NTIA blocks China Mobile's bid for U.S. presence

The NTIA tells the FCC that China Mobile is a potential national security threat if it is allowed to provide international services from the U.S.

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The U.S. government is moving to block China Mobile from providing international services in the United States because of national security worries.

David Redl, assistant secretary for communications and information at the Commerce Department and head of the National Telecommunications Information Agency, signed off on the recommendation against granting China Mobile's license request.

"After significant engagement with China Mobile, concerns about increased risks to U.S. law enforcement and national security interests were unable to be resolved," Redl wrote.

The Trump administration has moved against Chinese telecom companies on a number of fronts in recent months, including a decision (later reversed) to bar ZTE from sourcing components to U.S. suppliers – essentially a death sentence for the firm.

In May, the Pentagon banned the sale of Huawei and ZTE mobile devices at military bases and concessionaires based on cybersecurity concerns.

The Senate version of the 2019 National Defense Authorization Act includes a provision tightening federal procurement prohibitions on Huawei and ZTE devices. In early June, however, the president eased restrictions on ZTE after concerns that they harmed U.S. telecom gear makers that sold components to the company.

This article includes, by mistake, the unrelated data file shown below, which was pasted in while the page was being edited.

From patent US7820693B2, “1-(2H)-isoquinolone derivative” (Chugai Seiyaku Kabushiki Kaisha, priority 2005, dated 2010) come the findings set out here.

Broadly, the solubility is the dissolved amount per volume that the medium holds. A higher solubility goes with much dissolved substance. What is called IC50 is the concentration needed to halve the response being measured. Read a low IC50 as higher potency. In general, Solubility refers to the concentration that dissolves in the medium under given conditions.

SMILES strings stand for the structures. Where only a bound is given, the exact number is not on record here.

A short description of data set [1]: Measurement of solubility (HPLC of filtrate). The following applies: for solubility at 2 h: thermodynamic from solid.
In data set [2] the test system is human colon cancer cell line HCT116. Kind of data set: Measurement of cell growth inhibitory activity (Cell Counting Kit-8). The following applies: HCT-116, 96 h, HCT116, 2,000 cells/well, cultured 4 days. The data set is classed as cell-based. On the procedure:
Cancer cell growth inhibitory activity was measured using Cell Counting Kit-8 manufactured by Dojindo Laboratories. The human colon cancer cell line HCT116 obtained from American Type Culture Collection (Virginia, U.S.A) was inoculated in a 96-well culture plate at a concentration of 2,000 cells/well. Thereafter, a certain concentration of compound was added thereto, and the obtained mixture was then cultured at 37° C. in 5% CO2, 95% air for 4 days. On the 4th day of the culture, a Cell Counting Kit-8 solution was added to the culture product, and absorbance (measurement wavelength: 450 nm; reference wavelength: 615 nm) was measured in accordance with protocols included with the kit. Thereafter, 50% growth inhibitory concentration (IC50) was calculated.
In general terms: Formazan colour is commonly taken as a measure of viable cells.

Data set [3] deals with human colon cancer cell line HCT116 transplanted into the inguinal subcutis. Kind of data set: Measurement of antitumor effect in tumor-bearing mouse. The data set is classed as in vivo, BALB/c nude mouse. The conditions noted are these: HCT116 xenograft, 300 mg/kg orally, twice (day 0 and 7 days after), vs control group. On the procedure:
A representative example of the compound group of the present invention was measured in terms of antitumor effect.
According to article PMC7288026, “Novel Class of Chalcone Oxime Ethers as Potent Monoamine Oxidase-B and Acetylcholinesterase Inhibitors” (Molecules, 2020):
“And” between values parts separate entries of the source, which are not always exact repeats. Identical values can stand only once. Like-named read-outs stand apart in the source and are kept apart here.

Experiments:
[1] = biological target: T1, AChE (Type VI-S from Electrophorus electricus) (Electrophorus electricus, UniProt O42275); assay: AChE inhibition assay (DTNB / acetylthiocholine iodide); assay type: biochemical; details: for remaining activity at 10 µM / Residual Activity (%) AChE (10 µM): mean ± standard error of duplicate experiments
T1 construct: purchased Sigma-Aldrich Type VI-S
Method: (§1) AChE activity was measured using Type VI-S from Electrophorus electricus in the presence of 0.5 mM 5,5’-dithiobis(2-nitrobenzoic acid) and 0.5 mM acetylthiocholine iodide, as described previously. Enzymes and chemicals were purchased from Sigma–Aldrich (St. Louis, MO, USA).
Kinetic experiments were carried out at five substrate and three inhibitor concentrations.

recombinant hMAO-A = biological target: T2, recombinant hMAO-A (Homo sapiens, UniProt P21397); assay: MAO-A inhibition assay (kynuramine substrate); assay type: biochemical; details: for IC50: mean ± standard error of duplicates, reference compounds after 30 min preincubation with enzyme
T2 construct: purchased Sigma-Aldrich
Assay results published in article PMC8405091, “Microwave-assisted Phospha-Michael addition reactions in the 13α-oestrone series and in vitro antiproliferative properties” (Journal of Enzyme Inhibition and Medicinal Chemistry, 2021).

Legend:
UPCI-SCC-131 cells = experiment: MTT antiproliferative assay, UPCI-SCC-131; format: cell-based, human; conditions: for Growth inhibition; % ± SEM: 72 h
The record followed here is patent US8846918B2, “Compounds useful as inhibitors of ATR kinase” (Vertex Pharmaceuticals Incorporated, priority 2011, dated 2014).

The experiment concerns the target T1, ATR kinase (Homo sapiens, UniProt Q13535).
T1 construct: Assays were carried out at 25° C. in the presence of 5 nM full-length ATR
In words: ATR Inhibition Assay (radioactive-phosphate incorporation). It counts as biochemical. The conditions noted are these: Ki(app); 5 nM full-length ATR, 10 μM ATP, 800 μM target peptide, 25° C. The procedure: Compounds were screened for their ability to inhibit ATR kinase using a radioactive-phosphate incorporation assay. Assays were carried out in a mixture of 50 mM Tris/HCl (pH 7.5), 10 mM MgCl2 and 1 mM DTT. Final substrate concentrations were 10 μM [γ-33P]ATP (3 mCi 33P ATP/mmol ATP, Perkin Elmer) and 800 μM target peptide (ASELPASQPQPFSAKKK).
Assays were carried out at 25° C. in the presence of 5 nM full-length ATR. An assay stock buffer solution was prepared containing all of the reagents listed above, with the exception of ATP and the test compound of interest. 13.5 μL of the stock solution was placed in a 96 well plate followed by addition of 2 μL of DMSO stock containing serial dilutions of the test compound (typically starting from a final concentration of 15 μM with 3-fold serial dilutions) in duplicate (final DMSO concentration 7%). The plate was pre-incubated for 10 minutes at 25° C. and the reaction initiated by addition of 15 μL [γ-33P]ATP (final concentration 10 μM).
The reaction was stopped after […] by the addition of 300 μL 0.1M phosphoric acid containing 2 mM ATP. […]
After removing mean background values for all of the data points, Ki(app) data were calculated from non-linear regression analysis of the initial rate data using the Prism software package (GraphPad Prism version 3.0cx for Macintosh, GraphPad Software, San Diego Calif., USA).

The Federal Communications Commission is considering a move to bar subsides under the $8.5 billion Universal Service Funds from going to companies the telecom agency deems a security risk.

China Mobile, which has almost a billion customers in its home country, applied for the license in 2011 at the FCC. The license allows telecommunications carriers to interconnect with domestic U.S. carriers' networks to transmit domestic long distance and international traffic.

NTIA told the FCC that China Mobile doesn't intend to offer domestic telecommunications services, or mobile services in the U.S., but wants to provide international voice services from the U.S. to foreign countries.

The NTIA told the FCC it is concerned about the amount of control the Chinese government has over the firm, U.S. law enforcement's ability to ask for information in the course of its duties and the potential of intentional disruption of other telecommunications networks the interconnection could bring.

If the deal went through, Redl wrote, "the Chinese government, through China Mobile, would have a greater ability to monitor, degrade and disrupt U.S. government communications." He warned that U.S. government agency international telecom traffic could be routed through China Mobile's network even if those agencies aren't its customers because of FCC interconnection rules.

NTIA warned China Mobile could also quietly increase its network's points of presence in the U.S. to satisfy those interconnection requirements, potentially giving the foreign firm its own network in the country.

Although China Mobile said in its filing that it could address those risks, the NTIA told the FCC that the company's proposed fixes wouldn't resolve the concerns. NTIA's redacted filing also noted that the administration was filing a classified appendix that contained information backing its concerns.

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